Thursday, April 5, 2012

A departure from the theme and yet not...

I found this on another blog tonight:

And by justice sin must have death,- death, our death, for the sin was ours.  But if we had died to sin, we had perished in sin; perished here, and perished everlastingly.  That His love to us could not endure, that we should so perish.  Therefore, as in justice He justly might, He took upon Him our debt of sin, and said, as the Fathers apply that speech of His, Sinite abide hos, “Let these go their ways” (Joh 18.8).  And so that we might not die to sin He did.  We see why he died once.

Why but once?  because once was enough, ad auferenda , saith St. John; ad abolenda, saith St. Peter; ad exhaurienda, saith St. Paul; ‘to take away, to abolish, to draw dry,’ and utterly to exhaust all the sins, of all the sinners, of all the world.  The excellency of His Person that performed it was such; the excellence of the obedience that He performed, such; the excellency of His humility and charity wherewith He performed it, such; and of such value every of them, and all of them much more; as made that His once dying was satis superque, ‘enough, and enough again;’ which mae the Prophet call it copiosam redemptionem, “a plenteous redemption” (Ps 130.7).  But the Apostle, he goeth beyond all in expressing this; in one place terming it huperballon, in anotherhuperekperisseuon, in another pleonazon,- mercy, rich, exceeding; grace over-abounding, nay, grace superfluous, for so is pleonazon, and superfluous is enough and to spare; superfluous is clearly enough and more than enough.  Once dying then being more than enough, no reason He should die more than once.  That of His death.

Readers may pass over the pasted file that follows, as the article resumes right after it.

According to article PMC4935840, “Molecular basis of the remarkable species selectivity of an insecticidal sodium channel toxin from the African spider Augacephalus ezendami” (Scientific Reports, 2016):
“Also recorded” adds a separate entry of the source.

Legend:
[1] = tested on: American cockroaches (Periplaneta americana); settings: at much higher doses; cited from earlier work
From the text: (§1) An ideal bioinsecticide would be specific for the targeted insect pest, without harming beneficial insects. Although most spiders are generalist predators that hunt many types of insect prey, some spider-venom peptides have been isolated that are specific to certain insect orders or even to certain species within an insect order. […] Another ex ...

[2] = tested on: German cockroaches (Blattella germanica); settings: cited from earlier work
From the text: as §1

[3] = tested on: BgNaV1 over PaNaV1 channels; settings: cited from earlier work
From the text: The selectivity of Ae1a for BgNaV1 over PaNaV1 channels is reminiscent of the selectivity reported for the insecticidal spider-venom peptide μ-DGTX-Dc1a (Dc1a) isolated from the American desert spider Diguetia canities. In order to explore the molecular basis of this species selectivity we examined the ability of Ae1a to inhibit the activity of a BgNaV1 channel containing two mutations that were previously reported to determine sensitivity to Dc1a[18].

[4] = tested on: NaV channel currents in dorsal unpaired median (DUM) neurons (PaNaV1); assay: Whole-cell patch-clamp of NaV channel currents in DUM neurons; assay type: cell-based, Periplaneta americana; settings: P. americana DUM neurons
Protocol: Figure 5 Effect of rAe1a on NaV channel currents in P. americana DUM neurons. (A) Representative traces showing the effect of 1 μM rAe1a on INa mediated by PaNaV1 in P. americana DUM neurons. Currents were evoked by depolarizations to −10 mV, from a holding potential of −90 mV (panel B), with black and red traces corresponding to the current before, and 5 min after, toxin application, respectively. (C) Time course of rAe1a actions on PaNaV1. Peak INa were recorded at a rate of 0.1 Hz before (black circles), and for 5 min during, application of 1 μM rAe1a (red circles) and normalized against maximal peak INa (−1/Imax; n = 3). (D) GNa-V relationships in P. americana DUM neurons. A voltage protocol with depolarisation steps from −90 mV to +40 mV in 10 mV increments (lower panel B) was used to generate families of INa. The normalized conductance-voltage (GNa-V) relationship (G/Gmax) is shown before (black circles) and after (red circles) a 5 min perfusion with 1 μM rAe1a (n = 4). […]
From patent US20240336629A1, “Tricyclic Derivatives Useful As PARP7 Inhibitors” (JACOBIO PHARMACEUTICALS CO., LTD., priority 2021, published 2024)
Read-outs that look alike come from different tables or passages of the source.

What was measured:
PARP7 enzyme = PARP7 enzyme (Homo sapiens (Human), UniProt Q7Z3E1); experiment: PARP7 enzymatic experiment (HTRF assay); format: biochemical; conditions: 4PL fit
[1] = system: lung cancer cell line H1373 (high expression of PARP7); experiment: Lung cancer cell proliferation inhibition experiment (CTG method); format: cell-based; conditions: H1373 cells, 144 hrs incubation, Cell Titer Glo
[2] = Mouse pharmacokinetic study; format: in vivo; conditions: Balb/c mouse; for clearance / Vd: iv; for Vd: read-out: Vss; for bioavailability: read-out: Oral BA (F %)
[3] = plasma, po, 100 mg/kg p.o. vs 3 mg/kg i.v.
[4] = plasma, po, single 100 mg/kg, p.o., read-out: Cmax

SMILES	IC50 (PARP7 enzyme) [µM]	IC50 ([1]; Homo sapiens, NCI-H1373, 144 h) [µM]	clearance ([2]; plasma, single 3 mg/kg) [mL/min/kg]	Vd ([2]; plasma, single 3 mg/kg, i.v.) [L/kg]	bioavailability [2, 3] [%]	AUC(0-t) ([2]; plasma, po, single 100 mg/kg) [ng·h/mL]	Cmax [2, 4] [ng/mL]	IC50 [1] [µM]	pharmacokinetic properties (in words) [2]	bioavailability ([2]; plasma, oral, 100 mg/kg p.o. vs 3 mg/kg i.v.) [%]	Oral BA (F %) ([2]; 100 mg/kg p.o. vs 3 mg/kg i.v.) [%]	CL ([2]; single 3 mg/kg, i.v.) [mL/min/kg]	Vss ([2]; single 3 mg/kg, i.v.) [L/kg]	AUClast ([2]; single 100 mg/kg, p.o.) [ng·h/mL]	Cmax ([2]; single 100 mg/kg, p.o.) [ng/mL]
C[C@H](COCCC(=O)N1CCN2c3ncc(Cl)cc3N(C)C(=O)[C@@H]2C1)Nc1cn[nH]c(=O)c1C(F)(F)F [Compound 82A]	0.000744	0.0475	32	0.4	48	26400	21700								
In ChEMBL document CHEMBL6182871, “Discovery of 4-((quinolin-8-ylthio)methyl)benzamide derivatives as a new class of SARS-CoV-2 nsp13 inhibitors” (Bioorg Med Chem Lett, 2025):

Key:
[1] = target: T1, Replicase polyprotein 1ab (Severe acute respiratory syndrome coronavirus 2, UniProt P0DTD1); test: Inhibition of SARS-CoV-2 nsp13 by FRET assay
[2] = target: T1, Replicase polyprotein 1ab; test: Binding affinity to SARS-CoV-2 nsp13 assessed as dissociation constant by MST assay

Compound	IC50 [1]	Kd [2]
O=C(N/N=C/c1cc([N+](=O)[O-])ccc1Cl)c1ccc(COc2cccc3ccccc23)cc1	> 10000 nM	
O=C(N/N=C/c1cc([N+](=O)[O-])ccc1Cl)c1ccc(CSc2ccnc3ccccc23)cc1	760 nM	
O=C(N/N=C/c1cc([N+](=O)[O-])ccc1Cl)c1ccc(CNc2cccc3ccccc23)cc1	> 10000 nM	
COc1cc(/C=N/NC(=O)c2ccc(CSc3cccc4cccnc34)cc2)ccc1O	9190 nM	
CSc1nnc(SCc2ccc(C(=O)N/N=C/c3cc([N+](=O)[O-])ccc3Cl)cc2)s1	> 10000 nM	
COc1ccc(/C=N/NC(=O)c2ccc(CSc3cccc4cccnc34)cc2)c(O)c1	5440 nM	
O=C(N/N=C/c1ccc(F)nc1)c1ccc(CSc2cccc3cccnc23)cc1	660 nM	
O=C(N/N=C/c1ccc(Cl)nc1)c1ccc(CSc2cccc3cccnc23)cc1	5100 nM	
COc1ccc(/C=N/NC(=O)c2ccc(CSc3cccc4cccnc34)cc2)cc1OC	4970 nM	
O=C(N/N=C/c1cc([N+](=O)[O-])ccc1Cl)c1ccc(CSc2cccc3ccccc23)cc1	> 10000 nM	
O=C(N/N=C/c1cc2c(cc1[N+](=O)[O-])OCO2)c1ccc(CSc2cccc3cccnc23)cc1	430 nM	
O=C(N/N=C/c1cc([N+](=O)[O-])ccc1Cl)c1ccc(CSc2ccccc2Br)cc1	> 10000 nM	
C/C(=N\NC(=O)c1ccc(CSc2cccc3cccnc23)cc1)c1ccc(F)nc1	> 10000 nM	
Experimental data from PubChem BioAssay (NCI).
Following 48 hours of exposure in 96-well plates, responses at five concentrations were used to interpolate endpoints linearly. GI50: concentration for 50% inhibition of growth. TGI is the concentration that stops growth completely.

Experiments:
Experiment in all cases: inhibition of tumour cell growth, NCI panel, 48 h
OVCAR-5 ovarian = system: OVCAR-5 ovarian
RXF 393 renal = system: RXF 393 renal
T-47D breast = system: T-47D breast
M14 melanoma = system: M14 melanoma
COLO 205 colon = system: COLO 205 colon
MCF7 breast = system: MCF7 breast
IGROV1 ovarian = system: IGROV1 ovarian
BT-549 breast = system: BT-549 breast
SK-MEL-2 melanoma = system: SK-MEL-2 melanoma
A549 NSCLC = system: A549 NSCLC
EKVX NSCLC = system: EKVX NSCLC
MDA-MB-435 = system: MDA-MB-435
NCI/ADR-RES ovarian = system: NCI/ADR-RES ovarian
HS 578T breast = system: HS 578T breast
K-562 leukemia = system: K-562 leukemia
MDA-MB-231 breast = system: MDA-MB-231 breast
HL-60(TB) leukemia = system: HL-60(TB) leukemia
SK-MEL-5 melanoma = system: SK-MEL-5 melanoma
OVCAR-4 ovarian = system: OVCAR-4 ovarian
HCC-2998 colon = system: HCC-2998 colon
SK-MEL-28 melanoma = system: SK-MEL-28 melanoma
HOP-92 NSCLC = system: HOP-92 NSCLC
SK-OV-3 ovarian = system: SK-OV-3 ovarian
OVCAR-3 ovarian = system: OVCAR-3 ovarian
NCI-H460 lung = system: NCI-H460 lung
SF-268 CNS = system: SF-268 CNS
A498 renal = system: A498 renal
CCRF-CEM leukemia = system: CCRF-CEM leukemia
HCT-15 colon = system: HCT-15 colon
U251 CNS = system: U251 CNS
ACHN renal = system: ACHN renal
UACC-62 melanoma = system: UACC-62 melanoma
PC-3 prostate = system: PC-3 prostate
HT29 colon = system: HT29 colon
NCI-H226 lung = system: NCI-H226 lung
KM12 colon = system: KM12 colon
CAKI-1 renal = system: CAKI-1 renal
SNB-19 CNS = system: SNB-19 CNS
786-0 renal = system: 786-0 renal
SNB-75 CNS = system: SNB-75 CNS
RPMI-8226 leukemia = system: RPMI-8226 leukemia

Lancelot Andrews, “A Sermon Preached Before the King’s Majesty at Whitehall, on the Sixth of April MDCVI, Being Easter Day on Romans vi 9-11″

I think that sums up a great deal about where we are going over the next few days in our lives as we come to the end of Lent and enter into the Easter season.  Thank the Lord that Easter is not just one day, but is celebrated for seven weeks and thank the Lord that every Sunday can be termed a "little Easter."

Quote courtesy of

Sunday, April 1, 2012

Theological Revolution

Evangelicals on the Canterbury Trail 9780819214768
I have been blogging a lot lately about the various and diverse reasons that led me down the Canterbury trail.  I am something of a mutt when it comes to theological breeding and that does not really bother me.  In fact I think that it gives me something of a reflective nature on the nuances of theology, but also, a kind disposition toward those who are "inconsistent" in their views.

The one thing that led me away from Lutheranism of the conservative brand (besides the seminaries being in Fort Wayne, In and St Louis, Mo, both of which are cooooold), was the hard line on theology.  It was an all or nothing approach to the Book of Concord.  That is wonderful.  They are a confessional people.  They love their Lutheranism (and I love quite a bit of it too!), but I knew that I couldn't commit all the way to Lutheranism…I mean, this blog used to have the tag "Too Lutheran for the Calvinists and too Calvinist for the Lutherans" for a reason.